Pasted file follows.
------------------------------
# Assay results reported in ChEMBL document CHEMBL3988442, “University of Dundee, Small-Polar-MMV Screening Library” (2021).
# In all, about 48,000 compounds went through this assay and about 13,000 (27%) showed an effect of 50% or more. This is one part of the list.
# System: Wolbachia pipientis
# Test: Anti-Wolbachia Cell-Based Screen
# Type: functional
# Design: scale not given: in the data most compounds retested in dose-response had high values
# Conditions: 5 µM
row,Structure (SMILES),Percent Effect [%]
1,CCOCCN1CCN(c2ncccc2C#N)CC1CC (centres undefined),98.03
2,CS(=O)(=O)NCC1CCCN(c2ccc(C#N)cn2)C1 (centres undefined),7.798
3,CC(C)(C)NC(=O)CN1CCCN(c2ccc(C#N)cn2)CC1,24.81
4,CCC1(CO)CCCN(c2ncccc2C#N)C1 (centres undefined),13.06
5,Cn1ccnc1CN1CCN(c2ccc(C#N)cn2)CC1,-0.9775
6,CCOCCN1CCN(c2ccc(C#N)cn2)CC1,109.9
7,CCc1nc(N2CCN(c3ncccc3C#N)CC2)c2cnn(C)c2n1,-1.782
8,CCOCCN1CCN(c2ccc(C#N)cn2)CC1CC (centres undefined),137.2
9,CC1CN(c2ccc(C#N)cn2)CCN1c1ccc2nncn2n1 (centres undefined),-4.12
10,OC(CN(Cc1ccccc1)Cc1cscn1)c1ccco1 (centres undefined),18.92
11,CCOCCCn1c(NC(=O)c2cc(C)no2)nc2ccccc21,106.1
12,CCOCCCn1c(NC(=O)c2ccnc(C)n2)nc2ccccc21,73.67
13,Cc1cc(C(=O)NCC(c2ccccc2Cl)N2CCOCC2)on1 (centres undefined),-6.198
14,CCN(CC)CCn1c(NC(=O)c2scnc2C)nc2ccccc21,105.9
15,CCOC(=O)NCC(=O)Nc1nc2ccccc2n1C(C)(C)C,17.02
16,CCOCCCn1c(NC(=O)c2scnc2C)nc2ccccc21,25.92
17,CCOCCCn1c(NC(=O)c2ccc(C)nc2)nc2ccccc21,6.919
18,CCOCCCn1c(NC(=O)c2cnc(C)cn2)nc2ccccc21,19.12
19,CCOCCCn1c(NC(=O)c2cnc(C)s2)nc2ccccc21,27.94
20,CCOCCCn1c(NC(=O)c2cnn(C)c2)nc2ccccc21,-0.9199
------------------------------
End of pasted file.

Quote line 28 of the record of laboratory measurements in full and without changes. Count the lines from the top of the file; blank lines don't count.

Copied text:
20,CCOCCCn1c(NC(=O)c2cnn(C)c2)nc2ccccc21,-0.9199